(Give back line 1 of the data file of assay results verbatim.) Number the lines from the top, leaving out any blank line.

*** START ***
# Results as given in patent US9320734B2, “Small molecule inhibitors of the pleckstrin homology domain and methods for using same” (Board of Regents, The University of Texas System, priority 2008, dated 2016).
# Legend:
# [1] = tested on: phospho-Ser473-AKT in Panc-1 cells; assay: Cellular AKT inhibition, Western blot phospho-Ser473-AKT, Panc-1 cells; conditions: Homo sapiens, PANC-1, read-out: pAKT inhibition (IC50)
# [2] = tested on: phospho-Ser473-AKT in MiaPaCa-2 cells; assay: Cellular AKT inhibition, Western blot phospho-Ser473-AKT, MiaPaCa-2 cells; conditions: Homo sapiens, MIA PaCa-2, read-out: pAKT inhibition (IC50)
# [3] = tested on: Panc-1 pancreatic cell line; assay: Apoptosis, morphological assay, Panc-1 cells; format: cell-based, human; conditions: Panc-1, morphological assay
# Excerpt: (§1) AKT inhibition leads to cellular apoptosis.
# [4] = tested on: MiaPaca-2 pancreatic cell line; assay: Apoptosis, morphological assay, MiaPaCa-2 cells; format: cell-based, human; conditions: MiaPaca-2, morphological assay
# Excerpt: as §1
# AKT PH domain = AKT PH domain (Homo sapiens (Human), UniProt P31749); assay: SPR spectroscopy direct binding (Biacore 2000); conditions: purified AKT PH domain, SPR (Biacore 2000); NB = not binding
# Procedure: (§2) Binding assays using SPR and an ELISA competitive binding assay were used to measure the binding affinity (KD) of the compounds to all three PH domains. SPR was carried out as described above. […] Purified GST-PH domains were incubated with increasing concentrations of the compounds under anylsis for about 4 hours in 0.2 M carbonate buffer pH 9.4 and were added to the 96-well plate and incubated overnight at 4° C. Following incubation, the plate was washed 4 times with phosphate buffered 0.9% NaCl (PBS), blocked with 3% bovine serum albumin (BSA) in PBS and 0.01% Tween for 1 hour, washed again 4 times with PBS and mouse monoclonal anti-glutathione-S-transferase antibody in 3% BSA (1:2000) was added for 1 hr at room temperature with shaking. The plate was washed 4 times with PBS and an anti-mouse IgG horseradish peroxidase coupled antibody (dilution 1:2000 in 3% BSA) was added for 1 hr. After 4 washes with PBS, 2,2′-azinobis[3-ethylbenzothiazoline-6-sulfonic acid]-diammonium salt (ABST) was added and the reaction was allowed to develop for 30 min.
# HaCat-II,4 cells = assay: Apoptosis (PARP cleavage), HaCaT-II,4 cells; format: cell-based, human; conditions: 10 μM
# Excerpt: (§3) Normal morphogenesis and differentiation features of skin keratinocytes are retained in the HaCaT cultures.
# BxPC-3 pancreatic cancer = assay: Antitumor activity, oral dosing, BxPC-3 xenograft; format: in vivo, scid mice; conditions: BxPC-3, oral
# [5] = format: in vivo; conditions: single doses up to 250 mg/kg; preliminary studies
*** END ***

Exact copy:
# Results as given in patent US9320734B2, “Small molecule inhibitors of the pleckstrin homology domain and methods for using same” (Board of Regents, The University of Texas System, priority 2008, dated 2016).